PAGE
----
How to download and compile census data in GIS using NHGIS webiste

Prepared by Mehdi Heris

To see this tutorial with all images, download this pdf.

Mehdi Heris How to download and compile census data in GIS using NHGIS website

Today, you will learn how to download census variables as a table and their associated GIS boundaries from NHGIS website and then join the tables with boundaries in ArcGIS.

  1. This is going to take about 30 minutes or so; why not preparing a cup of coffee frist
  2. Go to NHGIS website: https://www.nhgis.org/ . this website provides both tables and boundaries for census variables.
  3. From the left, click on “Select Data”.
  4. You are in this page:
  5. You need to know some terms here. Census has multiple datasets. You can filter them based on year or the type of dataset. Click on the “Datasets”.
  6. In this window, from the left menu you can select the main category of your dataset. In this example, we are going to use Decennial Census, the first category in the menu. This is one of the main census product that has numerous variables.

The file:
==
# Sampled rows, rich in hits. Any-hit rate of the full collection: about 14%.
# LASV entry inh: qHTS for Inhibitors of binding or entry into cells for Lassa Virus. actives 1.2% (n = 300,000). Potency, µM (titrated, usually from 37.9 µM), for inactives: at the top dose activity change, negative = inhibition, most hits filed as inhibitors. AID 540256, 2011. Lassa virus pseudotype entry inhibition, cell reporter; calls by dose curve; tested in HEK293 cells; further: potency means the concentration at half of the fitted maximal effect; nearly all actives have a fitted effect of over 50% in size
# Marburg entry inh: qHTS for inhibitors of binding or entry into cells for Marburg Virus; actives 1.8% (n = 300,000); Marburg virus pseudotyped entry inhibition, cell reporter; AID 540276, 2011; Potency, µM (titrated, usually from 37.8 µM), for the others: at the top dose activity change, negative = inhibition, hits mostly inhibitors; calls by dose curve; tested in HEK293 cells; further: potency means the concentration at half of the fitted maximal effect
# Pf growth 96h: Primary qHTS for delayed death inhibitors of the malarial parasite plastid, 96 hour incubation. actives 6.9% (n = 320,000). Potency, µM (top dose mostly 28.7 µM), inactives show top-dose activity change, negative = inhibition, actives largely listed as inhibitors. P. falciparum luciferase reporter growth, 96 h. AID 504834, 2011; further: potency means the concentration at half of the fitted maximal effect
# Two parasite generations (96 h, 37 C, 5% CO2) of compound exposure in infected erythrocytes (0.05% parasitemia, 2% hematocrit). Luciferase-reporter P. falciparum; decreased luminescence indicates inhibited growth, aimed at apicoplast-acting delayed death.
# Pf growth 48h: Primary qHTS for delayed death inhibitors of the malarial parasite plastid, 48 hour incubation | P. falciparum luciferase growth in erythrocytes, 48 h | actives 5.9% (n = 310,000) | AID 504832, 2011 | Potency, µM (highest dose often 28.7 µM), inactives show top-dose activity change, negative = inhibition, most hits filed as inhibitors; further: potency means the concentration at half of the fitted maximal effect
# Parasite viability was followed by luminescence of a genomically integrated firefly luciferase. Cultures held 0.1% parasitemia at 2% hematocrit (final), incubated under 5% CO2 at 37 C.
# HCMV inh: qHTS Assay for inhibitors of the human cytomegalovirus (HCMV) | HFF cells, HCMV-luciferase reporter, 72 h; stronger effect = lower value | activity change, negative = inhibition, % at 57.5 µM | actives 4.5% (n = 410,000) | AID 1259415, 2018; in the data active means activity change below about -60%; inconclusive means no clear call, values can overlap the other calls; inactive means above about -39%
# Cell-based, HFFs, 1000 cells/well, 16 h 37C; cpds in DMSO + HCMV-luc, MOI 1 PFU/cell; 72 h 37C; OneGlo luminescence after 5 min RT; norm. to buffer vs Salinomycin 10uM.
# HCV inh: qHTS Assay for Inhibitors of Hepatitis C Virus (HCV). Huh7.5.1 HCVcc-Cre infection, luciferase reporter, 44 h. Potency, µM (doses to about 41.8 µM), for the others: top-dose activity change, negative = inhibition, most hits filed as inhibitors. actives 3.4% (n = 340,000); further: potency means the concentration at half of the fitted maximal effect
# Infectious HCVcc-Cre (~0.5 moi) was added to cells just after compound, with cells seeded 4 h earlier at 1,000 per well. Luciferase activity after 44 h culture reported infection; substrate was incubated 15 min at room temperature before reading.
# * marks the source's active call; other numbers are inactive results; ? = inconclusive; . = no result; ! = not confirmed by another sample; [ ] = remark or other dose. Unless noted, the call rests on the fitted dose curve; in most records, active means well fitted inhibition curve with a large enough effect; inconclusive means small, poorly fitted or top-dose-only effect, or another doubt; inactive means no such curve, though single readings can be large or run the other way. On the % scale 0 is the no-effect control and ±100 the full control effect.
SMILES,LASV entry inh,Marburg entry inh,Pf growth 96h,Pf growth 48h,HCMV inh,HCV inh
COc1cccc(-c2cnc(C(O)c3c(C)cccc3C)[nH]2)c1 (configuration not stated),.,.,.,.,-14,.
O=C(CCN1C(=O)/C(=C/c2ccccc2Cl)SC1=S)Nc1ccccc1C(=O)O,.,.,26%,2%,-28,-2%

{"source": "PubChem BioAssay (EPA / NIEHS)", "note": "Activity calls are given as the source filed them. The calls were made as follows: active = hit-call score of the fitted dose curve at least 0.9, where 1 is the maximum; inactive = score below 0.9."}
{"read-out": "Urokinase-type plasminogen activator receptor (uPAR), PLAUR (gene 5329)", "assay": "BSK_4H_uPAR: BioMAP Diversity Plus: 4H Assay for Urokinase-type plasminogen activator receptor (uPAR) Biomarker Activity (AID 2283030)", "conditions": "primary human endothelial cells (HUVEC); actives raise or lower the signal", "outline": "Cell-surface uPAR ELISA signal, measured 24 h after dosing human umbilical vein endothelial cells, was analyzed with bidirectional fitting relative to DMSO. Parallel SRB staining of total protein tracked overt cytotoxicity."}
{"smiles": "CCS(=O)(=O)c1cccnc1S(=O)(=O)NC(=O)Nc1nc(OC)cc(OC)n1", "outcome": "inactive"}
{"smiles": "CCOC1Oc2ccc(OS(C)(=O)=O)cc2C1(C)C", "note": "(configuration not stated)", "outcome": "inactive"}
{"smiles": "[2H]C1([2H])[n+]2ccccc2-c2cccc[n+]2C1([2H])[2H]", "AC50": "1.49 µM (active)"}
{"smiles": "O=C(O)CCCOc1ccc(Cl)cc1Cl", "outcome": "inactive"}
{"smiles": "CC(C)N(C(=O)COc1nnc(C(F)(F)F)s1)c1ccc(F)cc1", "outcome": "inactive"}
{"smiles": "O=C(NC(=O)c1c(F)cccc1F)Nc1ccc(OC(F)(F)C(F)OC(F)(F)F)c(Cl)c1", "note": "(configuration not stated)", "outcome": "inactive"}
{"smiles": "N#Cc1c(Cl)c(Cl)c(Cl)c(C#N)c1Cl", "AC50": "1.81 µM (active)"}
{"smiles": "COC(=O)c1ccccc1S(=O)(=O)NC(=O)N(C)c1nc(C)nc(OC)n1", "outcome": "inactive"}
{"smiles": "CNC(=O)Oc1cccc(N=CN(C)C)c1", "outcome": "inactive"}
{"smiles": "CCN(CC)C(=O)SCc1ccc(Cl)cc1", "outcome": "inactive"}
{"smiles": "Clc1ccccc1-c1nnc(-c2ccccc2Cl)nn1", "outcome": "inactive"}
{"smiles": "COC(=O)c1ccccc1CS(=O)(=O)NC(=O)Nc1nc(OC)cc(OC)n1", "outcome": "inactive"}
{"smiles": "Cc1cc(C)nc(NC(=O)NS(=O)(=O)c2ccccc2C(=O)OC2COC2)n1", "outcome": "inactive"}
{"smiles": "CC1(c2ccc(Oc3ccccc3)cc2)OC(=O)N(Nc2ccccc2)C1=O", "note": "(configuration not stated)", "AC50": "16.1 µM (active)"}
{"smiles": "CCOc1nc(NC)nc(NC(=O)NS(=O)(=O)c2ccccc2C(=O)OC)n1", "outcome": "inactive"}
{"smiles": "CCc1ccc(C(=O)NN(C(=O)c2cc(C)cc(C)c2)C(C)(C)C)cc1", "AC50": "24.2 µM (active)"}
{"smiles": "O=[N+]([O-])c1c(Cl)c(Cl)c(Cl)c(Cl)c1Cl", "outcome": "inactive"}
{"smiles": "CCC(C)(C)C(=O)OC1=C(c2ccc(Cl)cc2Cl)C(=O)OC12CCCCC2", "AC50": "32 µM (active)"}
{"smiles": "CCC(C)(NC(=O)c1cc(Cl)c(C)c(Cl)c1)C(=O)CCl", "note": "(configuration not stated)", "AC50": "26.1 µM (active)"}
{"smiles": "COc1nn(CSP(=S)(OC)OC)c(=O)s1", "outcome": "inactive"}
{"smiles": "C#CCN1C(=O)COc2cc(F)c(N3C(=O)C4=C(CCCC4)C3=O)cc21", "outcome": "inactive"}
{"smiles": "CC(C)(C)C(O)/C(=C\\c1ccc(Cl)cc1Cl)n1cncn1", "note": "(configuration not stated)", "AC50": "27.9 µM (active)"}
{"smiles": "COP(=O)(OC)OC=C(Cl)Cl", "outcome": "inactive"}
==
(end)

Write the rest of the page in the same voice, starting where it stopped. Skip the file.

7. Now you will see the sub categories of Decennial Census. You can choose 2000 or 2010. Let’s choose 2010_SF1a category which includes most regular variables of population and housing.
  8. Submit your selection. You will see the list of variables. Change your view items from 20 to 500.
  9. Now you can see almost all variables. Click on the “Source Tables” tab.
  10. Select your variables by clicking on the yellow circle.
  11. To get more information you can click on the table name and see the properties of that variable.
  12. Some of the variables are not just one column of data. They could be multiple columns. For example, click on the “table name” for one of variables (i.e. Urban and Rural) and you will see how many variables exist under this specific category. As you see in the below image, Urban and Rural contains 6 variables.
  13. Select your variables by clicking on the yellow circle and you will see in the little window located on top right, the number of your selections.
  14. Now you have the tables, let’s go to the GIS Boundary Files tab.
  15. From this list you can choose the aggregation geographic level. For example, you can choose block level and your population field will be at block level.
  16. Choose Blocks for Colorado, for example.
  17. In your Data Cart window you should see the number of GIS files you’ve added.
  18. Obviously, you could choose multiple boundaries and files.